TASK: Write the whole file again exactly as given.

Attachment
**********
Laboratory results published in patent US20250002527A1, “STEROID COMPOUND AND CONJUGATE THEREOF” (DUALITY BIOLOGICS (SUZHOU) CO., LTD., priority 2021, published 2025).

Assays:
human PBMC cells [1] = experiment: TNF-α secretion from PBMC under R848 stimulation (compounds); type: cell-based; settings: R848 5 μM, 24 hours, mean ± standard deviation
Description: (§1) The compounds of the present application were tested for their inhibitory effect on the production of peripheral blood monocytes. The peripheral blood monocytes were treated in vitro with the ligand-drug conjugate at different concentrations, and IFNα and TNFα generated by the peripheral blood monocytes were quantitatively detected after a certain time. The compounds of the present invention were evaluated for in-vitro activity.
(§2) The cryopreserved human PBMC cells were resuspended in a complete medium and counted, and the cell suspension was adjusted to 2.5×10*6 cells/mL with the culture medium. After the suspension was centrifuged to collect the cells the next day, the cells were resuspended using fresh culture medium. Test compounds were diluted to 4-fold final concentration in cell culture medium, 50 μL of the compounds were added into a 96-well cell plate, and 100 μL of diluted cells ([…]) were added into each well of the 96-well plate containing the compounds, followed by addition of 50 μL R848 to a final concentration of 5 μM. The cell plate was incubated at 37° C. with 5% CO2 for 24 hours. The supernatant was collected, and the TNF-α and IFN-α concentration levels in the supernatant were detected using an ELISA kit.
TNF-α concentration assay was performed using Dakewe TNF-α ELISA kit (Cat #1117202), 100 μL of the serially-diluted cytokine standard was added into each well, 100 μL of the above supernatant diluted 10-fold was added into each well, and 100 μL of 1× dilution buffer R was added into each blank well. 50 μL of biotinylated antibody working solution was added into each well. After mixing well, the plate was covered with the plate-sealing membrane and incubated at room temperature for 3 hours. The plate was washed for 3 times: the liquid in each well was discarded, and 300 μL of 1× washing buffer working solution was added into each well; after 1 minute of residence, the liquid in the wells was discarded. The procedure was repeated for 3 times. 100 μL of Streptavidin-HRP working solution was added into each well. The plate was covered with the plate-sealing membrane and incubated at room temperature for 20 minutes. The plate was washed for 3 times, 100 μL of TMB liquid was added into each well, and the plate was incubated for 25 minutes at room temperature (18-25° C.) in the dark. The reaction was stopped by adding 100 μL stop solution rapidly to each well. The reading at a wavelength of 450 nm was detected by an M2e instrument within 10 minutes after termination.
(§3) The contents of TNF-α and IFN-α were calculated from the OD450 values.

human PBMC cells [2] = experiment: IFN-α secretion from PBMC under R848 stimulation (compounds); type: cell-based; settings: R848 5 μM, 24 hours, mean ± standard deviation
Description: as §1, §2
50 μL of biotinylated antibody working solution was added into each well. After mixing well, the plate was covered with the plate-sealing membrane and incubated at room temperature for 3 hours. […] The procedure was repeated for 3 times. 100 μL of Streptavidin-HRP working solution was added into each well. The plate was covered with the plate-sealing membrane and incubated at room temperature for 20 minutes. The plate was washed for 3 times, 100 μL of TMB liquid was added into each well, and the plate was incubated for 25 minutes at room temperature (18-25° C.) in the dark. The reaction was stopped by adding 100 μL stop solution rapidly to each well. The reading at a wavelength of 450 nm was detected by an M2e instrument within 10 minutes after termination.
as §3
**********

Laboratory results published in patent US20250002527A1, “STEROID COMPOUND AND CONJUGATE THEREOF” (DUALITY BIOLOGICS (SUZHOU) CO., LTD., priority 2021, published 2025).

Assays:
human PBMC cells [1] = experiment: TNF-α secretion from PBMC under R848 stimulation (compounds); type: cell-based; settings: R848 5 μM, 24 hours, mean ± standard deviation
Description: (§1) The compounds of the present application were tested for their inhibitory effect on the production of peripheral blood monocytes. The peripheral blood monocytes were treated in vitro with the ligand-drug conjugate at different concentrations, and IFNα and TNFα generated by the peripheral blood monocytes were quantitatively detected after a certain time. The compounds of the present invention were evaluated for in-vitro activity.
(§2) The cryopreserved human PBMC cells were resuspended in a complete medium and counted, and the cell suspension was adjusted to 2.5×10*6 cells/mL with the culture medium. After the suspension was centrifuged to collect the cells the next day, the cells were resuspended using fresh culture medium. Test compounds were diluted to 4-fold final concentration in cell culture medium, 50 μL of the compounds were added into a 96-well cell plate, and 100 μL of diluted cells ([…]) were added into each well of the 96-well plate containing the compounds, followed by addition of 50 μL R848 to a final concentration of 5 μM. The cell plate was incubated at 37° C. with 5% CO2 for 24 hours. The supernatant was collected, and the TNF-α and IFN-α concentration levels in the supernatant were detected using an ELISA kit.
TNF-α concentration assay was performed using Dakewe TNF-α ELISA kit (Cat #1117202), 100 μL of the serially-diluted cytokine standard was added into each well, 100 μL of the above supernatant diluted 10-fold was added into each well, and 100 μL of 1× dilution buffer R was added into each blank well. 50 μL of biotinylated antibody working solution was added into each well. After mixing well, the plate was covered with the plate-sealing membrane and incubated at room temperature for 3 hours. The plate was washed for 3 times: the liquid in each well was discarded, and 300 μL of 1× washing buffer working solution was added into each well; after 1 minute of residence, the liquid in the wells was discarded. The procedure was repeated for 3 times. 100 μL of Streptavidin-HRP working solution was added into each well. The plate was covered with the plate-sealing membrane and incubated at room temperature for 20 minutes. The plate was washed for 3 times, 100 μL of TMB liquid was added into each well, and the plate was incubated for 25 minutes at room temperature (18-25° C.) in the dark. The reaction was stopped by adding 100 μL stop solution rapidly to each well. The reading at a wavelength of 450 nm was detected by an M2e instrument within 10 minutes after termination.
(§3) The contents of TNF-α and IFN-α were calculated from the OD450 values.

human PBMC cells [2] = experiment: IFN-α secretion from PBMC under R848 stimulation (compounds); type: cell-based; settings: R848 5 μM, 24 hours, mean ± standard deviation
Description: as §1, §2
50 μL of biotinylated antibody working solution was added into each well. After mixing well, the plate was covered with the plate-sealing membrane and incubated at room temperature for 3 hours. […] The procedure was repeated for 3 times. 100 μL of Streptavidin-HRP working solution was added into each well. The plate was covered with the plate-sealing membrane and incubated at room temperature for 20 minutes. The plate was washed for 3 times, 100 μL of TMB liquid was added into each well, and the plate was incubated for 25 minutes at room temperature (18-25° C.) in the dark. The reaction was stopped by adding 100 μL stop solution rapidly to each well. The reading at a wavelength of 450 nm was detected by an M2e instrument within 10 minutes after termination.
as §3